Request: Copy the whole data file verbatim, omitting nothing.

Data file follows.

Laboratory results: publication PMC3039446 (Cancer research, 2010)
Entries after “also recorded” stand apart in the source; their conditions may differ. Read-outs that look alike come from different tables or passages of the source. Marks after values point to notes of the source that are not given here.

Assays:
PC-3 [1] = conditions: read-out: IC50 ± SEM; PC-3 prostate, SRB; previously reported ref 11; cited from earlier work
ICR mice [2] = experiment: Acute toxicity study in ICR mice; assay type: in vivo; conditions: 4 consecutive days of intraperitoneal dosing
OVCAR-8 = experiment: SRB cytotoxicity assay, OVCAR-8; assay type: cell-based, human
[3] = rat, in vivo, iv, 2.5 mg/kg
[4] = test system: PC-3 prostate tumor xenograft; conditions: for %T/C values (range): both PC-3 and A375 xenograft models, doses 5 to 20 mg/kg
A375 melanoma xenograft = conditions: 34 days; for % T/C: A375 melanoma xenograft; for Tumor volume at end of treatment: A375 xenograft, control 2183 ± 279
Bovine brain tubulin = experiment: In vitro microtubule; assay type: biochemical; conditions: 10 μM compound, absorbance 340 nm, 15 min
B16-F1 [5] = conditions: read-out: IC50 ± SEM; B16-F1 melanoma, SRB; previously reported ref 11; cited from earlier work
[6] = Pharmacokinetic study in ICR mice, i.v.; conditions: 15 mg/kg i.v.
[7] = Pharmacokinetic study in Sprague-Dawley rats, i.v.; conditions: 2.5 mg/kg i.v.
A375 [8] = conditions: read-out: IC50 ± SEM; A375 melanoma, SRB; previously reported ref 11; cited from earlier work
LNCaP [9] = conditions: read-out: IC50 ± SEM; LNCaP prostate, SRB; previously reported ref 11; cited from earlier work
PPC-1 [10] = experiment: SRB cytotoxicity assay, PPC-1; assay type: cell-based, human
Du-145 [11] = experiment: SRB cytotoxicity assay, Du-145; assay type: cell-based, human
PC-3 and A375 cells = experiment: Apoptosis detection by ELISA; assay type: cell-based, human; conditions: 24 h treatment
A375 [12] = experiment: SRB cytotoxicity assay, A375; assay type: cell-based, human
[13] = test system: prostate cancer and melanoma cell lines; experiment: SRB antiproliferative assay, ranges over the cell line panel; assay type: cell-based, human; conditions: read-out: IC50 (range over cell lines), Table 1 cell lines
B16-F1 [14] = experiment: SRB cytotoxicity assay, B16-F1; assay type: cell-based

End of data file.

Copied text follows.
Laboratory results: publication PMC3039446 (Cancer research, 2010)
Entries after “also recorded” stand apart in the source; their conditions may differ. Read-outs that look alike come from different tables or passages of the source. Marks after values point to notes of the source that are not given here.

Assays:
PC-3 [1] = conditions: read-out: IC50 ± SEM; PC-3 prostate, SRB; previously reported ref 11; cited from earlier work
ICR mice [2] = experiment: Acute toxicity study in ICR mice; assay type: in vivo; conditions: 4 consecutive days of intraperitoneal dosing
OVCAR-8 = experiment: SRB cytotoxicity assay, OVCAR-8; assay type: cell-based, human
[3] = rat, in vivo, iv, 2.5 mg/kg
[4] = test system: PC-3 prostate tumor xenograft; conditions: for %T/C values (range): both PC-3 and A375 xenograft models, doses 5 to 20 mg/kg
A375 melanoma xenograft = conditions: 34 days; for % T/C: A375 melanoma xenograft; for Tumor volume at end of treatment: A375 xenograft, control 2183 ± 279
Bovine brain tubulin = experiment: In vitro microtubule; assay type: biochemical; conditions: 10 μM compound, absorbance 340 nm, 15 min
B16-F1 [5] = conditions: read-out: IC50 ± SEM; B16-F1 melanoma, SRB; previously reported ref 11; cited from earlier work
[6] = Pharmacokinetic study in ICR mice, i.v.; conditions: 15 mg/kg i.v.
[7] = Pharmacokinetic study in Sprague-Dawley rats, i.v.; conditions: 2.5 mg/kg i.v.
A375 [8] = conditions: read-out: IC50 ± SEM; A375 melanoma, SRB; previously reported ref 11; cited from earlier work
LNCaP [9] = conditions: read-out: IC50 ± SEM; LNCaP prostate, SRB; previously reported ref 11; cited from earlier work
PPC-1 [10] = experiment: SRB cytotoxicity assay, PPC-1; assay type: cell-based, human
Du-145 [11] = experiment: SRB cytotoxicity assay, Du-145; assay type: cell-based, human
PC-3 and A375 cells = experiment: Apoptosis detection by ELISA; assay type: cell-based, human; conditions: 24 h treatment
A375 [12] = experiment: SRB cytotoxicity assay, A375; assay type: cell-based, human
[13] = test system: prostate cancer and melanoma cell lines; experiment: SRB antiproliferative assay, ranges over the cell line panel; assay type: cell-based, human; conditions: read-out: IC50 (range over cell lines), Table 1 cell lines
B16-F1 [14] = experiment: SRB cytotoxicity assay, B16-F1; assay type: cell-based